One of my common complaints about expat life in Australia, and you may hear this a lot from other Americans down under, is how expensive everything is. In this guest post, Peter Lavelle from foreign exchange broker Pure FX takes a look at the Australian dollar and what you may need to know if you’re planning a trip down under.
If you plan to emigrate to Australia in 2013, one of the things that may factor into your decision is the strength of the Australian dollar. After all, a strong Australian dollar means your US dollars go less far when you convert them, making the whole business of emigration more expensive.
Now, as you may know, the Australian dollar has been above parity with the US dollar for most of 2012, which is way above the historical average. Given that, will it weaken in 2013, making your emigration to Australia better value? In this post, I want to look at the arguments for that happening.
What might cause the Aussie to fall?
Lower interest rates from the Reserve Bank
Arguably the biggest reason why the Australian dollar may fall in 2013 is if the Reserve Bank of Australia cuts interest rates. Why might it do that? Well, because in the last decade, Australia’s economic growth has come from its mining boom, but that’s set to peak next year. To make sure Australia’s economy doesn’t run out of steam, the RBA might therefore cut rates to make borrowing cheaper, and hence encourage more people to take out mortgages, and more businesses to invest.
However, that would see the Australian dollar weaken because, if you’re an investor, then high interest rates deliver higher returns for you. With lower interest rates, Australian investments are therefore less attractive. That means there’s less demand for the Australian dollar (if you want to invest in Australian assets, you have to do it in Australian dollars) which causes the currency to weaken. Hence, when you exchange currencies to buy Australian dollars, you get more of them.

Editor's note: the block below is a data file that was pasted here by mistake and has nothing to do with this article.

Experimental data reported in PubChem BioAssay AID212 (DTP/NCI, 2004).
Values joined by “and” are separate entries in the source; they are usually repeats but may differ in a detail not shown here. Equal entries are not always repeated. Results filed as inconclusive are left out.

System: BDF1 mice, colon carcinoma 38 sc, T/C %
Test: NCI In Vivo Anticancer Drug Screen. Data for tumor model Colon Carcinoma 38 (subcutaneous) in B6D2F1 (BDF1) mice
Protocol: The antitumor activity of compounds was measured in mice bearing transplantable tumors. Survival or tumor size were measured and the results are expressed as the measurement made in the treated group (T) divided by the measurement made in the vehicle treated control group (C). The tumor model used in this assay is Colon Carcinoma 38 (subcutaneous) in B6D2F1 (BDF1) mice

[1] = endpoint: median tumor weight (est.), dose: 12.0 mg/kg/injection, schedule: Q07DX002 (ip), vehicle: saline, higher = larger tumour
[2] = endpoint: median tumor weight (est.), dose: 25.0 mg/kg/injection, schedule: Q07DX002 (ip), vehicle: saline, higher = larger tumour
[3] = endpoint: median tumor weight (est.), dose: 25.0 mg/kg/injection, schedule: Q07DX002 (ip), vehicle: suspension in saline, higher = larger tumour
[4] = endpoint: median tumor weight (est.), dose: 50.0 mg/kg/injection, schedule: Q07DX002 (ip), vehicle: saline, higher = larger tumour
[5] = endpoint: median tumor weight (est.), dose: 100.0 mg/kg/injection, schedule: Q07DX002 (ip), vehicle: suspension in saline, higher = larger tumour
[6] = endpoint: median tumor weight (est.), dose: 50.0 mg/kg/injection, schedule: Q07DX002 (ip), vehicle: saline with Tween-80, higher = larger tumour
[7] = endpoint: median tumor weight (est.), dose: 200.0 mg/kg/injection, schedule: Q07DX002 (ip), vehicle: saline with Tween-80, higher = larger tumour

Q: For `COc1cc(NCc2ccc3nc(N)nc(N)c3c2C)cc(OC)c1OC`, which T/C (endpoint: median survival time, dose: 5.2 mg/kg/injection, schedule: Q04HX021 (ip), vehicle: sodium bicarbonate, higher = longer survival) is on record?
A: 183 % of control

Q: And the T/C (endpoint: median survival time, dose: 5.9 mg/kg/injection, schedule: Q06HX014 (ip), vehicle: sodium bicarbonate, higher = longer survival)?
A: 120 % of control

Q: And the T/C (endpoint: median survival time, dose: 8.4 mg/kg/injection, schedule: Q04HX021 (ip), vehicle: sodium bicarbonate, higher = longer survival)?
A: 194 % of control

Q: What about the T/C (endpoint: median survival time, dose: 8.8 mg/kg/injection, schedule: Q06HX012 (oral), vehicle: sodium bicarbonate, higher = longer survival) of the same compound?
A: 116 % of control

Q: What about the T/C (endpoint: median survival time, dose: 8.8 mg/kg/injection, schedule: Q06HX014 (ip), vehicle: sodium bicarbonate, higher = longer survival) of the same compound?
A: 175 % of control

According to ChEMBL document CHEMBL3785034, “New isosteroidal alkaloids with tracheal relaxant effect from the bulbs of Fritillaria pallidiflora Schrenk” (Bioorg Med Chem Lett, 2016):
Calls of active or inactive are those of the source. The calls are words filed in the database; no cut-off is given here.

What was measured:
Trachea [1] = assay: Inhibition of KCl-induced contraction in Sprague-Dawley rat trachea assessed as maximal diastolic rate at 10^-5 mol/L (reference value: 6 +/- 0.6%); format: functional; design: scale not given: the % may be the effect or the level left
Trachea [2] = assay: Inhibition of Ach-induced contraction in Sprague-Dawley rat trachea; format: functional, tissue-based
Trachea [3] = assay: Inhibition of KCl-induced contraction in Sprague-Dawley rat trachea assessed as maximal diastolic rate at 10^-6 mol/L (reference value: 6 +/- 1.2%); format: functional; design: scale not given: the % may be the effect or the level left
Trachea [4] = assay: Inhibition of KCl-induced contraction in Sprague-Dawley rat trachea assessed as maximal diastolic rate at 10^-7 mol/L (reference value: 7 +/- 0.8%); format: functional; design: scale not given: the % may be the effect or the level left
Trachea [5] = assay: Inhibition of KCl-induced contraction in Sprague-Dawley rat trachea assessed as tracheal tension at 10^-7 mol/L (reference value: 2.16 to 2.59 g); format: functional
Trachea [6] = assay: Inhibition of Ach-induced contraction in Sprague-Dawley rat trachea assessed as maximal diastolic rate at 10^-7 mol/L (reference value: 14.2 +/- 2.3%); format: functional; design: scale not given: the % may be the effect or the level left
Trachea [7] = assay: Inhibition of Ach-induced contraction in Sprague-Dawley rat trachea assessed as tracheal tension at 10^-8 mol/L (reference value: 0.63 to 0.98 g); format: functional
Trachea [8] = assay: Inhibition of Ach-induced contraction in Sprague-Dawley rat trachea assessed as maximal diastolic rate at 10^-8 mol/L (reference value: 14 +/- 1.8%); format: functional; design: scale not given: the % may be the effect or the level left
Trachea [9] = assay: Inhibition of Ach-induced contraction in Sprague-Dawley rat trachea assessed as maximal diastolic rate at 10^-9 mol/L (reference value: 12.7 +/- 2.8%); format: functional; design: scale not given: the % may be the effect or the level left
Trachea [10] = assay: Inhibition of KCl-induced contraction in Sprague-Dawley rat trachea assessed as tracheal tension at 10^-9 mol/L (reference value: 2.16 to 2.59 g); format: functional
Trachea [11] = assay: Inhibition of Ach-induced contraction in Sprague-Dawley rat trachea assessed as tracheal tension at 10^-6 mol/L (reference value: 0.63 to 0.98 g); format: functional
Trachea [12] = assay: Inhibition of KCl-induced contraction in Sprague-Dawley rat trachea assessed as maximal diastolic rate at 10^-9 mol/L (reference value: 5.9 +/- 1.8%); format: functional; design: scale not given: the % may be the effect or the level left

The United States going over the fiscal cliff
Second, the Australian dollar could also weaken in 2013 if the United States falls off its ‘fiscal cliff.’ In case you’re not familiar with the term, the fiscal cliff is $600bn in automatic spending cuts and tax rises, due to come into force on Jan 1st 2013, unless political leaders can agree a solution. The cliff is steep enough that it could single-handedly plunge the US into recession. Hence, much depends on President Obama and House Speaker John Boehmer putting aside their differences in the next month.
The fiscal cliff would cause the Australian dollar to weaken meanwhile, because it would affect not just the US economy, but Australia too. Imagine for instance, that you’re an Australian business owner, who ships machine parts to the US. If the US economy (i.e. your customer base) is set to shrink, would you be inclined to invest in new equipment, or hire more staff? Probably not, because it’s too big a risk. Given that, as Australia’s own economic prospects fade as a result of the cliff, the Australian dollar could weaken too.
One thing to keep in mind!
I think there’s therefore a pretty good chance of the Australian dollar weakening in 2013. However, it’s worth bearing in mind that, just because it’s possible, or even probable, does not mean it’s guaranteed to happen! The foreign exchange market is a fickle thing, with the potential for the Australian dollar to keep climbing against the odds. Keep that in mind!